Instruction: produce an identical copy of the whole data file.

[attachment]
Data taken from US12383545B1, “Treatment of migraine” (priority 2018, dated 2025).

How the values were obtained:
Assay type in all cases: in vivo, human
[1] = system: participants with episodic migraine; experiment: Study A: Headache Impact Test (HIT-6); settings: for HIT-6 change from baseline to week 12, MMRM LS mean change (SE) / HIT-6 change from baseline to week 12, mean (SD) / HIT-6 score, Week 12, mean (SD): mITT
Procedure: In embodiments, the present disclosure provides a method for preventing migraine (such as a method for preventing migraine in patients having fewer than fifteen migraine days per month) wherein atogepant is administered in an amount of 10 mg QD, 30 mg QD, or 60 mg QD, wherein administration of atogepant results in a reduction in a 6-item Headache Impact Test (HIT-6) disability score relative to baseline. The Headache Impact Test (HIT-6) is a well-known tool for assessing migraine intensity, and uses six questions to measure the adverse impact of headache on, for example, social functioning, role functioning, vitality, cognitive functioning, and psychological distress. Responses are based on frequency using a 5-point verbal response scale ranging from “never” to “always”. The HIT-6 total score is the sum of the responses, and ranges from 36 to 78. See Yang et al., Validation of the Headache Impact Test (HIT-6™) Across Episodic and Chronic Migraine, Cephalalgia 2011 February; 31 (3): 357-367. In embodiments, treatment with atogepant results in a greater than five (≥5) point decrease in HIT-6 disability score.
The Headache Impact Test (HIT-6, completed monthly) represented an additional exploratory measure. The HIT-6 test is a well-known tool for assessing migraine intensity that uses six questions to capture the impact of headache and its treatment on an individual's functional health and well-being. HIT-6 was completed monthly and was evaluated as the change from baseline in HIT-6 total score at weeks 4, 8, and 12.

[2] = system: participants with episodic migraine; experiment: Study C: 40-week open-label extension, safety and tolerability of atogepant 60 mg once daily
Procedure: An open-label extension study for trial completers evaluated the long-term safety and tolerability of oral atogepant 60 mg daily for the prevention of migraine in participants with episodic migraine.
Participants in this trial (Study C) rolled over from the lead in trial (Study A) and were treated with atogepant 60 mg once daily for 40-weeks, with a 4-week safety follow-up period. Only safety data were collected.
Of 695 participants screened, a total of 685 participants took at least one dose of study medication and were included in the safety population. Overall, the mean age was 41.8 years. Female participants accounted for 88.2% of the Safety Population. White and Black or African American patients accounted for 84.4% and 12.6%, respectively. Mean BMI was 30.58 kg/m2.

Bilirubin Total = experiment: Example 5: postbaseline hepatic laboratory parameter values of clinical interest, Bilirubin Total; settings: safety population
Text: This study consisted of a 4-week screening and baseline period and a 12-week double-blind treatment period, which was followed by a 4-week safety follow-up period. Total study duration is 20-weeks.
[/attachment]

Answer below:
Data taken from US12383545B1, “Treatment of migraine” (priority 2018, dated 2025).

How the values were obtained:
Assay type in all cases: in vivo, human
[1] = system: participants with episodic migraine; experiment: Study A: Headache Impact Test (HIT-6); settings: for HIT-6 change from baseline to week 12, MMRM LS mean change (SE) / HIT-6 change from baseline to week 12, mean (SD) / HIT-6 score, Week 12, mean (SD): mITT
Procedure: In embodiments, the present disclosure provides a method for preventing migraine (such as a method for preventing migraine in patients having fewer than fifteen migraine days per month) wherein atogepant is administered in an amount of 10 mg QD, 30 mg QD, or 60 mg QD, wherein administration of atogepant results in a reduction in a 6-item Headache Impact Test (HIT-6) disability score relative to baseline. The Headache Impact Test (HIT-6) is a well-known tool for assessing migraine intensity, and uses six questions to measure the adverse impact of headache on, for example, social functioning, role functioning, vitality, cognitive functioning, and psychological distress. Responses are based on frequency using a 5-point verbal response scale ranging from “never” to “always”. The HIT-6 total score is the sum of the responses, and ranges from 36 to 78. See Yang et al., Validation of the Headache Impact Test (HIT-6™) Across Episodic and Chronic Migraine, Cephalalgia 2011 February; 31 (3): 357-367. In embodiments, treatment with atogepant results in a greater than five (≥5) point decrease in HIT-6 disability score.
The Headache Impact Test (HIT-6, completed monthly) represented an additional exploratory measure. The HIT-6 test is a well-known tool for assessing migraine intensity that uses six questions to capture the impact of headache and its treatment on an individual's functional health and well-being. HIT-6 was completed monthly and was evaluated as the change from baseline in HIT-6 total score at weeks 4, 8, and 12.

[2] = system: participants with episodic migraine; experiment: Study C: 40-week open-label extension, safety and tolerability of atogepant 60 mg once daily
Procedure: An open-label extension study for trial completers evaluated the long-term safety and tolerability of oral atogepant 60 mg daily for the prevention of migraine in participants with episodic migraine.
Participants in this trial (Study C) rolled over from the lead in trial (Study A) and were treated with atogepant 60 mg once daily for 40-weeks, with a 4-week safety follow-up period. Only safety data were collected.
Of 695 participants screened, a total of 685 participants took at least one dose of study medication and were included in the safety population. Overall, the mean age was 41.8 years. Female participants accounted for 88.2% of the Safety Population. White and Black or African American patients accounted for 84.4% and 12.6%, respectively. Mean BMI was 30.58 kg/m2.

Bilirubin Total = experiment: Example 5: postbaseline hepatic laboratory parameter values of clinical interest, Bilirubin Total; settings: safety population
Text: This study consisted of a 4-week screening and baseline period and a 12-week double-blind treatment period, which was followed by a 4-week safety follow-up period. Total study duration is 20-weeks.